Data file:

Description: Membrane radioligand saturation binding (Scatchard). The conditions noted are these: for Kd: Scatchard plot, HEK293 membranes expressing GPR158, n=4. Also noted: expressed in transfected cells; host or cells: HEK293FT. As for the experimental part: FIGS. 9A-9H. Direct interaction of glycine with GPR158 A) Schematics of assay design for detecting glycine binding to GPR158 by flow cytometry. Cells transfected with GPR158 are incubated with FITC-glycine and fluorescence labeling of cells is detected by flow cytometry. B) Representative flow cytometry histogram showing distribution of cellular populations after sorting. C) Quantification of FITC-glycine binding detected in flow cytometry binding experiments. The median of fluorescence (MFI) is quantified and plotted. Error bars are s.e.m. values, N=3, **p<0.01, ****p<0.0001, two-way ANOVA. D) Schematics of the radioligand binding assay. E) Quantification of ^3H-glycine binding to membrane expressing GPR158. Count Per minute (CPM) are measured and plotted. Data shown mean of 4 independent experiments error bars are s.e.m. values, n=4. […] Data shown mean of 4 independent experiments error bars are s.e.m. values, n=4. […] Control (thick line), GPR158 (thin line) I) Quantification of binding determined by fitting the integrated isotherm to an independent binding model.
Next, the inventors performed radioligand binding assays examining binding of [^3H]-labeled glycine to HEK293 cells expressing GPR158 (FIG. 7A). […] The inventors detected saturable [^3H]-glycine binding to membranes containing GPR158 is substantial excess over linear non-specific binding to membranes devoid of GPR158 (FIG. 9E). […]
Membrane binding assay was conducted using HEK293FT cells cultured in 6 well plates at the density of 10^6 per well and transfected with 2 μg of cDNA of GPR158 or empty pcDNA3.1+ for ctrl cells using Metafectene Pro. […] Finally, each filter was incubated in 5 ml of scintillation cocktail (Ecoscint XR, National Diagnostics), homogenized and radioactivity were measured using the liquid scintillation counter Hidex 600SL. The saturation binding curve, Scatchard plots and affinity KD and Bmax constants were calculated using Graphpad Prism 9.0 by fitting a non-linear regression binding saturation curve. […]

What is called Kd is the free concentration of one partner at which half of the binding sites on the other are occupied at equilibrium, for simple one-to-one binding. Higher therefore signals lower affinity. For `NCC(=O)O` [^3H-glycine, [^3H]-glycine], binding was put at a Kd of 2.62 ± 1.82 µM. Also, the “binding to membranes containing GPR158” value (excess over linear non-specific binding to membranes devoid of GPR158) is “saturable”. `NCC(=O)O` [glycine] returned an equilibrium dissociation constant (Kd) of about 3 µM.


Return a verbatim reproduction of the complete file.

Description: Membrane radioligand saturation binding (Scatchard). The conditions noted are these: for Kd: Scatchard plot, HEK293 membranes expressing GPR158, n=4. Also noted: expressed in transfected cells; host or cells: HEK293FT. As for the experimental part: FIGS. 9A-9H. Direct interaction of glycine with GPR158 A) Schematics of assay design for detecting glycine binding to GPR158 by flow cytometry. Cells transfected with GPR158 are incubated with FITC-glycine and fluorescence labeling of cells is detected by flow cytometry. B) Representative flow cytometry histogram showing distribution of cellular populations after sorting. C) Quantification of FITC-glycine binding detected in flow cytometry binding experiments. The median of fluorescence (MFI) is quantified and plotted. Error bars are s.e.m. values, N=3, **p<0.01, ****p<0.0001, two-way ANOVA. D) Schematics of the radioligand binding assay. E) Quantification of ^3H-glycine binding to membrane expressing GPR158. Count Per minute (CPM) are measured and plotted. Data shown mean of 4 independent experiments error bars are s.e.m. values, n=4. […] Data shown mean of 4 independent experiments error bars are s.e.m. values, n=4. […] Control (thick line), GPR158 (thin line) I) Quantification of binding determined by fitting the integrated isotherm to an independent binding model.
Next, the inventors performed radioligand binding assays examining binding of [^3H]-labeled glycine to HEK293 cells expressing GPR158 (FIG. 7A). […] The inventors detected saturable [^3H]-glycine binding to membranes containing GPR158 is substantial excess over linear non-specific binding to membranes devoid of GPR158 (FIG. 9E). […]
Membrane binding assay was conducted using HEK293FT cells cultured in 6 well plates at the density of 10^6 per well and transfected with 2 μg of cDNA of GPR158 or empty pcDNA3.1+ for ctrl cells using Metafectene Pro. […] Finally, each filter was incubated in 5 ml of scintillation cocktail (Ecoscint XR, National Diagnostics), homogenized and radioactivity were measured using the liquid scintillation counter Hidex 600SL. The saturation binding curve, Scatchard plots and affinity KD and Bmax constants were calculated using Graphpad Prism 9.0 by fitting a non-linear regression binding saturation curve. […]

What is called Kd is the free concentration of one partner at which half of the binding sites on the other are occupied at equilibrium, for simple one-to-one binding. Higher therefore signals lower affinity. For `NCC(=O)O` [^3H-glycine, [^3H]-glycine], binding was put at a Kd of 2.62 ± 1.82 µM. Also, the “binding to membranes containing GPR158” value (excess over linear non-specific binding to membranes devoid of GPR158) is “saturable”. `NCC(=O)O` [glycine] returned an equilibrium dissociation constant (Kd) of about 3 µM.